Town informs residents about recent water/lead tests

Photo by Daniel Jackovino
Town officials mingle with residents following the Monday night talk on safey regarding lead.

BLOOMFIELD, NJ — A special Bloomfield council meeting was held Monday evening at the Bloomfield Middle School to discuss the most recent lead testing results of residential water. The meeting was not well-attended, with about 10 people who were not township employees in the audience. But the meeting was recorded by Bloomfield TV for later transmission.

“Unfortunately, about 15 percent of the homeowners failed the lead testing,” Mayor Michael Venezia said to open the meeting.
Notices to all homeowners would be going out this week, he said.

Township Administrator Matthew Watkins said the purpose of the meeting was to understand the situation.
“What we hope is to educate people a little more and educate the town about it,” he said.

He said 61 homes were recently tested for lead. Fifteen of the 61 exceeded a safe level of 15 parts of lead per billion parts of water. Watkins said no amount of lead is good, but 15 parts per billion was like 15 drops from an eyedropper going into a swimming pool.
Thirteen of the 15 homes were re-tested and only one had over 15 parts per billion.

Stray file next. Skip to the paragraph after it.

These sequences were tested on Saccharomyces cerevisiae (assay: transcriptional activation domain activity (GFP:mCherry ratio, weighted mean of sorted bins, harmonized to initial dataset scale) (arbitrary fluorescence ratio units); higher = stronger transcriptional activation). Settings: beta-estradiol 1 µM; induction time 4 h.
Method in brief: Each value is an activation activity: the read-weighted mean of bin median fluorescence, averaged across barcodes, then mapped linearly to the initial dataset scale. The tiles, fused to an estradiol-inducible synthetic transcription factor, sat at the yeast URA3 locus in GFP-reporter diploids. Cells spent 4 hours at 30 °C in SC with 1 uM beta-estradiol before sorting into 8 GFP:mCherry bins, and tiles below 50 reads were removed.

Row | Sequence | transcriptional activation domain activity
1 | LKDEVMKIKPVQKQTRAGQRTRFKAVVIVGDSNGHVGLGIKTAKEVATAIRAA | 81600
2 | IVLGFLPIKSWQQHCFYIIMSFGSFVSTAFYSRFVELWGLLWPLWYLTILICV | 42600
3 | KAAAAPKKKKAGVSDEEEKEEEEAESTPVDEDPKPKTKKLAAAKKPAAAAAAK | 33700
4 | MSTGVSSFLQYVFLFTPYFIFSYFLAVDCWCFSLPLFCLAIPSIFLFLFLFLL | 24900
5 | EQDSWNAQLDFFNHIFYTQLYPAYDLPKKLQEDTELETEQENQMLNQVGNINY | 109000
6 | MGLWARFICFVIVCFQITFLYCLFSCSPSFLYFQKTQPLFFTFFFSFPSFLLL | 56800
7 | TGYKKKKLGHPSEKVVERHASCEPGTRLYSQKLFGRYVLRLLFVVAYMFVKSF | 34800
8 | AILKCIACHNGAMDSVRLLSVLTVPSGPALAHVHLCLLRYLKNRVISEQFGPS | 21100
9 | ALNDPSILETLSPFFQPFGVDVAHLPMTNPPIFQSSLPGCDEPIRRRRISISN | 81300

“In the next week or so, all residents will get a very technical letter,” he said. “It’s all legalese at
its finest.”

Water is taken into Bloomfield at three locations, he said: Bloomfield Avenue and Grove Street; Bloomfield Avenue and Glenwood Avenue; and Garrabrant Avenue.

“There’s no lead in the water coming in,” he said.
The lead, he said, is in the solder used to connect pipes and fixtures within the home. He recommended running the water for 30 seconds. This was amended by Township Engineer Paul Lasek when a female resident, whose home had failed the test, asked Watkins about the time faucet water must run before using it. Lasek told her to feel the water temperature when first turning the faucet on. Then wait until the water turned colder. He said that would take about 3 minutes and then the water in the pipe connected to the faucet would be flushed. The colder water would be coming from the water main under the street.

Watkins said the township had trouble finding the residents who would volunteer for the testing and that lead testing kits were available, free to residents. The female resident spoke up again and said taking the test was easy.

There was also a short video on purchasing a water filter. The video and Watkins advised to use only filters labeled NSF 53.
This means it eliminates lead to a safe level. Watkins said a second number, NSF 42, means it eliminates bacteria to safe level. He also said that, if there is any concern, parents could have their children tested for lead-blood levels.

Following the meeting, Karen Lore, the director of the Bloomfield Department of Health, said lead will be eliminated from the body, but if it builds up, could cause serious problems. She reiterated that parents should have their children tested if there is any concern.